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Larissa Shmailo recently has been published in About: Poetry, Big Bridge,, Idiolexicon, Babel, Ginosko and several other publications. Her new poetry CD, The No-Net World, has received excellent reviews. She has translated the Russian Futurist opera Victory over the Sun  (a DVD of the original English-language production is part of the collection of the New York Museum of Modern Art). She has also contributed translations to the anthology New Russian Poets forthcoming from the Dalkey Archive Press.







I have waited for him.  For want of a loom, I smashed furniture, slashed beds,

He is nuts: five AA meetings and heís ready to breed, hollering waiting, a poor

My pa is dead: I got the sperm and the house housekeeper, his assessor and judge. 

letís go. Hereís some perfume and a novel for scolding his journeys. Here in my

ya gal: My fatherís dead; I watched termagant arms I ask him: why canít he leave these

these five months ass he died Trojans alone? I know he never wanted to go.

ripped the diapers off his as at the end. Loneliness gone, something of

Thatís death for you and creation comes after hospitals, sirens, and

I love you very much. one-eyed worms. Of the shards, cobbled,

dirty, we will build a tree as best we can for a bed.



Variation on a theme by Joseph Brodsky et. al.


Imagine that the war is over, that peace has reigned,

That you can look at your face in the mirror again.

That magpies, not bombs, whistle down upon your head

That outside the city, homes are not destroyed-instead

A baroque burst of laurels, palms, magnolia, pine;

Instead of red gun fire a white hot Venus shines.

That warís cast-iron swamp is gone, covered, and then

The boredom is over: Life has to start again.


Imagine that the epoch ends in an idyll. The speech that came

In monologues sings dialogues now. And the flame,

That consumed others better than you, greedily, like logs;

In you it saw little use or warmth, and, like the dogs,

Thatís why you were spared, why shrapnel only scraped your fear.

Imagine that the more honest the voice, the less it has tears.

And when any Polyphemus asks you who it is that speaks.

ďSay, Who, me? No oneĒ like Odysseus the Greek.





1. At the top of my lungs I scream at you all,

Babies, I am your mother!

Love me! Let me in!

Excited by my love, I shriek and bang at your door:

I love you, let me in!



You donít want to?

Then I will slash my wrists,

And from my wrists will come ants and tired shopkeepers,

All the things you ever imagined or dreamed,

Bits of glass and fear

Will pour from these important veins:

Youíll see how much I love you then.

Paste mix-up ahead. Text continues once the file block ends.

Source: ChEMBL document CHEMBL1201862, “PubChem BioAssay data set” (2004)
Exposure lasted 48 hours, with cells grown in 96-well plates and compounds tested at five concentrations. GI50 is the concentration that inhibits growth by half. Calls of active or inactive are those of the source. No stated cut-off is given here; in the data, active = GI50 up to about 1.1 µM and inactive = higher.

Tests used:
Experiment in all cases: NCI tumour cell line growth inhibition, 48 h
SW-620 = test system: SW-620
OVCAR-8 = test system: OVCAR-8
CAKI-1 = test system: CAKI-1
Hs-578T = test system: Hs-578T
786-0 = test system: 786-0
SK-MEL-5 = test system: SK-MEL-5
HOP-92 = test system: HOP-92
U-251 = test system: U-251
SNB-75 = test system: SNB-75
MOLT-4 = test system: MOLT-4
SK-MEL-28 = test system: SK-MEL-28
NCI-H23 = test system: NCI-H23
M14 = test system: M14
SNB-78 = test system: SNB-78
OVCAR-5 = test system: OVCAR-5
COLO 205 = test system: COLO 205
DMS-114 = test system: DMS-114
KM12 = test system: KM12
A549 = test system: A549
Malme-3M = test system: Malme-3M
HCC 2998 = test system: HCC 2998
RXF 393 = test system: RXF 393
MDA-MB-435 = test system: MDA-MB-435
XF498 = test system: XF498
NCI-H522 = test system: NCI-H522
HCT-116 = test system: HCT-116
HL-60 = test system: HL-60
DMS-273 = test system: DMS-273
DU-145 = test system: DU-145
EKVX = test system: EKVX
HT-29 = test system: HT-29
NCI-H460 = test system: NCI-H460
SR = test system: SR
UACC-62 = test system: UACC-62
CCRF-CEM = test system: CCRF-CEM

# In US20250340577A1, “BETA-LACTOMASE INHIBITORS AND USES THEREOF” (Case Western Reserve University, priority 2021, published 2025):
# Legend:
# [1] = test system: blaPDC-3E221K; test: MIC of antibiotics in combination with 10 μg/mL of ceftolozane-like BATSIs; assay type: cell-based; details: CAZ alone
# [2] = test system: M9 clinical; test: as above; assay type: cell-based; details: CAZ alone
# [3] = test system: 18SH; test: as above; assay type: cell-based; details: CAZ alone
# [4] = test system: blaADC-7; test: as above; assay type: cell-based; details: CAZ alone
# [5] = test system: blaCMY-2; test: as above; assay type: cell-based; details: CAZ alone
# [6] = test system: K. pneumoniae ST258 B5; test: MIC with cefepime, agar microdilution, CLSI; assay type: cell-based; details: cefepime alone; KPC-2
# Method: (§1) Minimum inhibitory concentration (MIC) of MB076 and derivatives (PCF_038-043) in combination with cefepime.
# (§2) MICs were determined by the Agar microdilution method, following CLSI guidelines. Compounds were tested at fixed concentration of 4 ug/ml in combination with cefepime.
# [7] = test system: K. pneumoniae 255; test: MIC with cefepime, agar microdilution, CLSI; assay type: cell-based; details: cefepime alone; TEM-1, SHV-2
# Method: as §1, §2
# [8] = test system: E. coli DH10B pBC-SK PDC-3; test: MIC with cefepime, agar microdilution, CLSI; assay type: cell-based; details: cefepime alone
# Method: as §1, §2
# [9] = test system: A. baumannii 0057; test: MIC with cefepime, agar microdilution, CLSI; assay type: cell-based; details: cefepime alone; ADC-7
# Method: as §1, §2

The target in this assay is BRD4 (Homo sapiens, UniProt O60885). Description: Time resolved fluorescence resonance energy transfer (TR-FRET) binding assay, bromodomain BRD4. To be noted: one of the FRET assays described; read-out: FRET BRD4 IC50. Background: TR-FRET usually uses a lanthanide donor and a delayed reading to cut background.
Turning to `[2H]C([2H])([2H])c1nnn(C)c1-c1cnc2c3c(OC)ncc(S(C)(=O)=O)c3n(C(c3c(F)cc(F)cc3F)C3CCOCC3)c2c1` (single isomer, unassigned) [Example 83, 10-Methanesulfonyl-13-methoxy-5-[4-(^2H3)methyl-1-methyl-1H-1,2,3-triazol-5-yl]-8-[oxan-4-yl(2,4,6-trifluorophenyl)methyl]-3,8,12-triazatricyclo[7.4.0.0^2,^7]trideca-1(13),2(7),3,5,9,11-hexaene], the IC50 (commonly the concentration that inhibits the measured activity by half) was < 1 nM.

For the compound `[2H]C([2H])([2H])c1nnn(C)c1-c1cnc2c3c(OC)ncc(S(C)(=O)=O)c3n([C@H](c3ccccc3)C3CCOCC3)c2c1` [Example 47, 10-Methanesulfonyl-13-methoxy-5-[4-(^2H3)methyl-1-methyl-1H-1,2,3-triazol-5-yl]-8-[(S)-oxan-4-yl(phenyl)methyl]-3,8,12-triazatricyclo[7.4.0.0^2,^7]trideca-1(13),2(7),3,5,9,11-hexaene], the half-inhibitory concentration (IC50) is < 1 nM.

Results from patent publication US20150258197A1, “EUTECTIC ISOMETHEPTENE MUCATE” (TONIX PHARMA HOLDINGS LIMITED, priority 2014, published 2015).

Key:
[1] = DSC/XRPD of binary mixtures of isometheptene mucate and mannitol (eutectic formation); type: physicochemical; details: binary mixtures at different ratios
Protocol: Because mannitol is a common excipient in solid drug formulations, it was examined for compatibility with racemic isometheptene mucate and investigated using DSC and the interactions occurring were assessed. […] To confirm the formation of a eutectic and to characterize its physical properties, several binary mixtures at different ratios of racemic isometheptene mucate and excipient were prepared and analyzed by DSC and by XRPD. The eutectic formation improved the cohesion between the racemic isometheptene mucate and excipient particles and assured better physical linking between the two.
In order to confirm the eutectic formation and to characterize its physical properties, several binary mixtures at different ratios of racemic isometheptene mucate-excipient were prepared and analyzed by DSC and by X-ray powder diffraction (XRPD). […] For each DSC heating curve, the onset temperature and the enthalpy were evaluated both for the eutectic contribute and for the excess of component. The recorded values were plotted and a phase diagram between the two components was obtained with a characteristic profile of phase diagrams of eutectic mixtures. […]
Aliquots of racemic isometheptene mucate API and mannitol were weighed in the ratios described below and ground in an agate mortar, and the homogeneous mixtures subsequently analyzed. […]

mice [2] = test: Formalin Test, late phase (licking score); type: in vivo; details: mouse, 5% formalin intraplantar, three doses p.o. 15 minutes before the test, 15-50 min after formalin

2. A proposition:

If, every day

I deliberately did things to hurt you,

Would you still love me?


3. Babies, my children,

I sit on your doorstep and scream,

How I love my children,

How I long to love them!

Like a scorpion I would carry you on my back,

My stinger poised, ready to kill;

Oh, how my babies would love me then!


Babies, I would bite off my hands for you,

Like an albatross or a whale, I would swallow you whole

And keep you safe in my stomach;

I love you that much;

Surely thatís worth something.


4. At the top of my lungs I scream at you all,

I am bigger and better than anything you will ever know,

Than anything you will ever be.

Love me.

Love me now.


5. Babies, letís not argue:

I will always win.

Let me in.





Tenebrous manhole undone slowly cu(n)t

We donít see the same shadows.  they stopped

To them, we are just hole in time broke undone

Chimera, cinema. lightly umbrage neck

Unreal as another striated hole

personís life, cut bone singes done

in bastard heard puddle broke

amber ramble am I I am

my high highlight light

reeling shove over dark

ends. Fin. fish

nuage  cut.





my tongue is bruised

my nude is creaky

like a cabbage I sit and wait for you

I stutter like an old gun:

take me


the fast love of my hair.


your beady little eyes transfix me

like rats at the foot of my bed

your limp pendant wrists still hang on my door

you snicker, get a grip.


your skin is a labyrinth

I follow like a duct

I follow the duct of your eyes like a skein

to the comminatory bull

eyes forward, now toward, where I leap for the horns

wonít you come in, he sighs.


you own too big a piece of me

your eyes say spare some change and I

donít want to

the march of dimes is over and I

take and give no quarter and Iíve

already cut my hair.


skin is just sausage we call home.

skin is just sausage we call home.









copyright © Larissa Shmailo